canon, both Roger Beckwith for the OT[3] and, among others, David Trobisch for the NT[4] have demonstrated that the people of God recognized a distinct set of books for both testaments. I am more familiar with NT studies, and in that field MSS evidence for an early NT canon continues to grow. It is becoming commonplace in scholarship to recognize that, by the mid second century at the latest, the NT was circulating in four distinct codices – the four Gospels, Acts and the General Epistles, the Pauline Epistles, and Revelation. Given that this is the terminus ad quem for this means of circulation, it is possible, perhaps even probable, that John was responsible for the collection of the Gospel corpus (which includes his Gospel), the Acts plus General Epistles corpus (which includes his letters), and Revelation (authored by him). This leaves the Pauline letters, and many scholars recognize that Paul or one of his disciples probably collected and circulated these in a codex. In other words, the New Testament canon is not a product of fourth century council decisions, but of the recognition of the Spirit-inspired and apostolically testified character of these books by the people of God. Canonization is the church’s recognition of the inherent character of Scripture, not its decision about which books to include and exclude. It is thus a product of its source, the Holy Spirit, rather than of its recipients, the church.[5]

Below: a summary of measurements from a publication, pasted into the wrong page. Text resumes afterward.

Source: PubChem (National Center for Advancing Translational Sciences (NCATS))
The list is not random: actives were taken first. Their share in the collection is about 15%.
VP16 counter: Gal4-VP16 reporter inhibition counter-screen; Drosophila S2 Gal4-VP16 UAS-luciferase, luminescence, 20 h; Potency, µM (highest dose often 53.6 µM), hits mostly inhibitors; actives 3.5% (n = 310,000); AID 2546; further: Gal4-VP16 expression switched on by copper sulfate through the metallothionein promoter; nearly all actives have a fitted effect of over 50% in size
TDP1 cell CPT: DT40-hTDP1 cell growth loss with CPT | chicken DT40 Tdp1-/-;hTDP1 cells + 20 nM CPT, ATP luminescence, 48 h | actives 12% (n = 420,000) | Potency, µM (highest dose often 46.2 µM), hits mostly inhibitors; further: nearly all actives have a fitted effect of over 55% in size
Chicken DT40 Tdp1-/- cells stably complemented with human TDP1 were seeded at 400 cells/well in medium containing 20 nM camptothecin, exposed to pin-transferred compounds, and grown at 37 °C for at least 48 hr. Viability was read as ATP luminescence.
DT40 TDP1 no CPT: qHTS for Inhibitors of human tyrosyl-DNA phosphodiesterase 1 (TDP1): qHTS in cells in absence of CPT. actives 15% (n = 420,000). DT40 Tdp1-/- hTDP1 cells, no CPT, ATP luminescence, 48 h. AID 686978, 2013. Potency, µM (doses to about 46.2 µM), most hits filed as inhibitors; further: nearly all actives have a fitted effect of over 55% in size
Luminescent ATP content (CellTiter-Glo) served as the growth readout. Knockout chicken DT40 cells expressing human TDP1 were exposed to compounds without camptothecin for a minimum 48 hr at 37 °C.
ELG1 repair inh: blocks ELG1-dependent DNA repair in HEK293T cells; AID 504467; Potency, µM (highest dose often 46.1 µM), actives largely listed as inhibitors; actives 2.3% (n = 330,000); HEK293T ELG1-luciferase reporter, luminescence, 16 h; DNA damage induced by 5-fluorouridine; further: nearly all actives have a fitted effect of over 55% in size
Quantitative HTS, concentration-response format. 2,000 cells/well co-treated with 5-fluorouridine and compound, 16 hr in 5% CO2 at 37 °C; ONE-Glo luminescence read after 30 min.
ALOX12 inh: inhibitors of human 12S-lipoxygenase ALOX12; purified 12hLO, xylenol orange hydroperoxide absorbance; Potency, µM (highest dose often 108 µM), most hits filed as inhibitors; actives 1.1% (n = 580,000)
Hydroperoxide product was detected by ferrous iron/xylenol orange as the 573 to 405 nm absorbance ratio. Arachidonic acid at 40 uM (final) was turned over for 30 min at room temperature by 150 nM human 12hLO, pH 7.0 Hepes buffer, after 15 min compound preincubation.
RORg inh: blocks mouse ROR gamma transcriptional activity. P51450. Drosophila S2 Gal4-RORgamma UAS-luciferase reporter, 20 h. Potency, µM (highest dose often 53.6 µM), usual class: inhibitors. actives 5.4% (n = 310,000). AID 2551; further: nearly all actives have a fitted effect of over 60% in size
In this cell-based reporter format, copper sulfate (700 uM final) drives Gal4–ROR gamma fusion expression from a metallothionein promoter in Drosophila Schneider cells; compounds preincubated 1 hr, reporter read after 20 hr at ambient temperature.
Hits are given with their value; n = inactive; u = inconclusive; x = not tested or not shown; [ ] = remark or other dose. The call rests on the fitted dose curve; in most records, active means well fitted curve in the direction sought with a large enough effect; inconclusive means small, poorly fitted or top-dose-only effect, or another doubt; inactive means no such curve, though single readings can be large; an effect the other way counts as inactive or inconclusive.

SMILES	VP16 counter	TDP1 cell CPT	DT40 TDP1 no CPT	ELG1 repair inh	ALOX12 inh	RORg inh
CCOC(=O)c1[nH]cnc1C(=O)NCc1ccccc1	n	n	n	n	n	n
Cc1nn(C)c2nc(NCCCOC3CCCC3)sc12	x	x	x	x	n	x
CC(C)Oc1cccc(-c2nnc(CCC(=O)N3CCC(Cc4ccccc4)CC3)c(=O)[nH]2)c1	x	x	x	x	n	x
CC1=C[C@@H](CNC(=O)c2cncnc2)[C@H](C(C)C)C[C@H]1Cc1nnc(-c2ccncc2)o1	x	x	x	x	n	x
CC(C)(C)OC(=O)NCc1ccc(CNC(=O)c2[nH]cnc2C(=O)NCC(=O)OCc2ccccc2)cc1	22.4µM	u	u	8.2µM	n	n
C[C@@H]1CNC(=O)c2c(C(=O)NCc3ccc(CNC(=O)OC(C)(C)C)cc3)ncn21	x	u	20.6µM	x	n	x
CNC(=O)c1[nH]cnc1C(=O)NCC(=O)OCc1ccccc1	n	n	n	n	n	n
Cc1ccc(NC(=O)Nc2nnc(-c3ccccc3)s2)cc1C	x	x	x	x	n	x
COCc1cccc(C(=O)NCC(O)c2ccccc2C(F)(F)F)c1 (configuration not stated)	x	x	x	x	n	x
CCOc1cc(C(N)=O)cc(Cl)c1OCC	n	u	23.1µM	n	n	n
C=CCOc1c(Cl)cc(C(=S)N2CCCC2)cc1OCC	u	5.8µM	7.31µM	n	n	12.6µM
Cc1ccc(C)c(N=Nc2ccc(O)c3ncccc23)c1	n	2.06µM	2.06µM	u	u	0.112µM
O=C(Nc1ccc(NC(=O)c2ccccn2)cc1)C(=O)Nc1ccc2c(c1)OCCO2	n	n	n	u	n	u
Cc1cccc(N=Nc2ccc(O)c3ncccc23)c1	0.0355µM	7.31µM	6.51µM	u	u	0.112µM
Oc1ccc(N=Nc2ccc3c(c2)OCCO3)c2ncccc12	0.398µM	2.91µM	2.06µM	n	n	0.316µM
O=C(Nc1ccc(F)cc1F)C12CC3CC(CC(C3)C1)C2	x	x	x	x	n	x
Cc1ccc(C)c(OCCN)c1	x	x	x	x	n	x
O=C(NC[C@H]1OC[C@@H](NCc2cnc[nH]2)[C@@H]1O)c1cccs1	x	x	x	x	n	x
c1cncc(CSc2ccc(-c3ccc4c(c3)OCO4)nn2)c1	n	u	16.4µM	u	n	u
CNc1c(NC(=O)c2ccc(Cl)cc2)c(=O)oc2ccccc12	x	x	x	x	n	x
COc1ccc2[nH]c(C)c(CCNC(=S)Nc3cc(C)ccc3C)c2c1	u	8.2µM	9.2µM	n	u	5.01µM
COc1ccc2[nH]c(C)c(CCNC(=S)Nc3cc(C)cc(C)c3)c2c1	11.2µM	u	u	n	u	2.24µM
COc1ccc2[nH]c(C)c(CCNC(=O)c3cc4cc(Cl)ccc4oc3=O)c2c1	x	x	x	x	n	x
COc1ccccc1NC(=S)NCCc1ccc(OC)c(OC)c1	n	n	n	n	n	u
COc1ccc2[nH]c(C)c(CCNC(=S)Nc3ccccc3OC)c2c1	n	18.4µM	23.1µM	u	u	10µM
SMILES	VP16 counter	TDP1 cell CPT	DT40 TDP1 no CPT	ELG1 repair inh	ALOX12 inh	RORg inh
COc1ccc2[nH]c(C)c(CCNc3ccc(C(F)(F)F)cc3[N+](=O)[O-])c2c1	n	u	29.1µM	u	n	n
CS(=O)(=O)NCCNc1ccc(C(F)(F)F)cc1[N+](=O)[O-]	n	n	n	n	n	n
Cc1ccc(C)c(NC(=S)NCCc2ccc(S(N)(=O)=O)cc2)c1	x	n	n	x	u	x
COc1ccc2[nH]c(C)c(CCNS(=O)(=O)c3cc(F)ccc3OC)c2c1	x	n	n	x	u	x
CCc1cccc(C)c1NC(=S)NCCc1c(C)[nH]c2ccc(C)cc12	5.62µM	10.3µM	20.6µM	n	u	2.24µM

In terms of the rule of faith and the creeds, I’ve already noted the former’s reliance on Christ himself for its source and authority. Jesus taught the disciples to read the Scriptures, and the Spirit inspired the apostles to write that teaching down for us. Right hermeneutics is ultimately derived from the Spirit-inspired, Christ-testifying Word. Creeds, likewise, find their source in Scripture. As David Yeago has argued,[6] it is not enough to say that the three ecumenical creeds derive their teachings from Scripture; rather, we must say that their affirmations are found in Scripture. The creeds attempt to use conceptual terms to render accurate judgments about scriptural patterns of language. They are not documents that stand over Scripture, telling us how to read it, but rather the derivative summaries of Scripture’s doctrine. Thus Scripture stands as the norming norm of the creeds, and indeed of all confessions, conciliar decisions, hermeneutical methods, and Christian practices. It is the Spirit-inspired and Christ-testifying Word that has ultimate authority for Christian faith and practice, and it is this Word that calls the church to Christ, shapes her faith in Christ, and patterns her practices to transform her into the likeness of Christ.

 

[1] Scott Swain, Trinity, Revelation, and Reading.

[2] See, for example, Alistair McGrath, The Genesis of Christian Doctrine. See also Heiko Obermann’s distinction between Tradition 1 and Tradition 2 (the latter of which is static and unquestionable, contra what I am arguing here).

[3] Roger Beckwith, The Old Testament Canon of the New Testament Church.

[4] David Trobish, The First Edition of the New Testament; idem, Paul’s Letter Collection. Another point to be made here is that the entire Bible is a tapestry of intertextual illusions, and it is apparent that the authoring process is one in which each book is tied textually to previous books. Thus the inherent Spirit-inspired and Christ-testifying character of Scripture is wedded together between books, making the recognition by the church of inspiration a relatively easier task.

[5] For more on this, see John Webster, “The Dogmatic Location of the Canon,” pp. 9-46 in Word and Church (London: T&T Clark, 2001).

[6] David Yeago, “The New Testament and the Nicene Dogma,” in Engaging Theological Interpretation of Scripture, ed. by Stephen Fowl.